Book Sizes, also known as a book’s format, at first sight come across as a bit pointlessly arcane:
Folio: Fo. or 2° (try and imagine the 2 as really big and the O as really small)
Quarto: Qto. or 4to or even 4°
Octavo: Oct. or 8vo
Duodecimo: 12mo (usually spoken as twelvemo)
Sextodecimo: 16mo (sixteenmo)
Vicesimo-quarto: 24mo (twentyfourmo)
Tricesimo-secundo: 32mo (thirtytwomo)
They are the most commonly used. There are a myriad of variations within each theme “Crown Octavo”, “Elephant Folio” , “Royal Quarto”, “Small..”, “Squat..” etc. These are usually tied to bibliographical descriptions from SOMEONE OLD AND DISTINGUISHED tm. who wrote about this book eighty years ago and whose word has been taken ever since. (Bibliography based ranting will follow on another day).
You might wonder why we can’t just say “It’s nine inches or so.” (generally when you hear this, it’s a lie), and indeed there is a gradual modern book cataloguing trend towards just giving an imperial or metric measurement. This is fine, it’s a bit sad, but it’s fine.
I tend to think that most old books were “designed” with a specific impression in mind (even if the motivator was merely avarice), and if it was designed as a Royal Octavo, then that is how it should be described, even if you then add the rider “7 inches by 6 and a half”.
Still that’s just me, at Adrian Harrington Rare Books we use a subtle and mystifying blend of classic terms, inches, centimetres and the occasional cubit depending on how obtuse we’re feeling. In order to illustrate relative book sizes we have enlisted the assistance of an average sized human to give a sense of scale:
(See the pictures above right)
Our glamorous assistant (come on, have you seen the state of the economy?), is holding a calf half-bound 16mo (sextodecimo) volume. As you can see it is having no effect on the glamorousness at all. This was a particularly common eighteenth century format (not exclusively! Calm down) as the increase in readily available and efficient transport made reading whilst post-chaising to Brighton a possibility rather than an exercise in endurance and courage.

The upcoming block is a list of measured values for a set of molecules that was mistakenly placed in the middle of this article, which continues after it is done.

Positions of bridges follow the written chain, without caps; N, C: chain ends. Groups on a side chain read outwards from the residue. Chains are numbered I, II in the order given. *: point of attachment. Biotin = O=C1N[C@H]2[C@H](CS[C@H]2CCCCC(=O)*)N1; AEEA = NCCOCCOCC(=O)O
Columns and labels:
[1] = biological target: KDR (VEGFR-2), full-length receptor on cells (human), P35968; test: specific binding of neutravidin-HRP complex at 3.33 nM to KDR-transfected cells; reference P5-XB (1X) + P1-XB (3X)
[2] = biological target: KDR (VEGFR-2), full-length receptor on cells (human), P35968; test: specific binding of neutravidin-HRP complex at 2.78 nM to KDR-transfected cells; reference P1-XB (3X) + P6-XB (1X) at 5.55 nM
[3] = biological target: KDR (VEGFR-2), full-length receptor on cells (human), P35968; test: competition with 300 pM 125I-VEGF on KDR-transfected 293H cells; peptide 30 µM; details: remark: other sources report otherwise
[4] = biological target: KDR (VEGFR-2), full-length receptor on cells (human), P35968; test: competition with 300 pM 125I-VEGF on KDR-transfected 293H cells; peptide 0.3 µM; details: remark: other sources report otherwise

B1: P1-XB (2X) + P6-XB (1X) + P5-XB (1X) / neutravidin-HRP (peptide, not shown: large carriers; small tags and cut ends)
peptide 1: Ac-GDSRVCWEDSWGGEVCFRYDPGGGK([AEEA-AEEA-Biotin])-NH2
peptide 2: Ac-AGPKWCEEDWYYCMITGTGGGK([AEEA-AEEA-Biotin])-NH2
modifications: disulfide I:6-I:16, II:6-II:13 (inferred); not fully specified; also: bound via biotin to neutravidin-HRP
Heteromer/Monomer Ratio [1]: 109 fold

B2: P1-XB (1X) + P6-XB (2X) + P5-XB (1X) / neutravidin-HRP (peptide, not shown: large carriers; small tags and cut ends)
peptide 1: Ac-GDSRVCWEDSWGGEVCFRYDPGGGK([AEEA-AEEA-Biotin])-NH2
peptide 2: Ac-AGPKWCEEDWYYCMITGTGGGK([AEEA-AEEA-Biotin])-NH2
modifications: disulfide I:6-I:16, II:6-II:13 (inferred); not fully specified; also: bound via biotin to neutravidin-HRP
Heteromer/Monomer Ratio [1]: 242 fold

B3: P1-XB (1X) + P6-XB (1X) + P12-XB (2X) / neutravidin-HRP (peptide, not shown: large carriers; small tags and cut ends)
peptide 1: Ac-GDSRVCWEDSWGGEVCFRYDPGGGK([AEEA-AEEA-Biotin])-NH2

In this glorious example of the photographic art (behind the shades of Robert Capa and Henri Cartier Bresson howling in rage) you will see that the odd bald man is holding a 12mo (duodecimo) volume. This (amongst many other examples) would be the general size of a Jane Austen first edition for example.
Here we have an example of the most common book size: the fabled Octavo (8v0). It has always been the most handy format for books, probably 8 out of 10 books in this shop are octavo in one flavour or another, as are airport paperbacks, standard modern hardbacks and frequently everything else from Conan Doyle to Shakespeare.
Next up is the quarto (4to), somewhat larger and heavier than the octavo, for a variety of reasons this size is beloved of eighteenth and nineteenth century creators of travel books; everything from Cook’s Voyages to Franklin’s Journey to the Polar Seas can be found in this size. The book being held by the scary man is in fact John Barrow’s copy of the Travels of Marco Polo, thus adding weight to my somewhat tenuous point. The quarto is beloved of people who want to produce books full of elaborate folding maps and charts. And God books. frequently seen in quarto is God.
Large folio (Lg Fo, etc.). Large, impressive, suitably difficult to shelve. A nightmare to ship, but excellent for hiding unsightly bookdealers behind.
That’s a very quick run down of the more commonly catalogued sizes, just as a quick reference. Should you wish to obtain your own bald man to use as a sizing guide he is available for hire and will accompany you to various bookshops and hold books for your delectation and education. For a small fee.
The article was posted on Bibliodeviancy, the blog of Adrian Harrington Rare Books. It is presented here by permission of the author.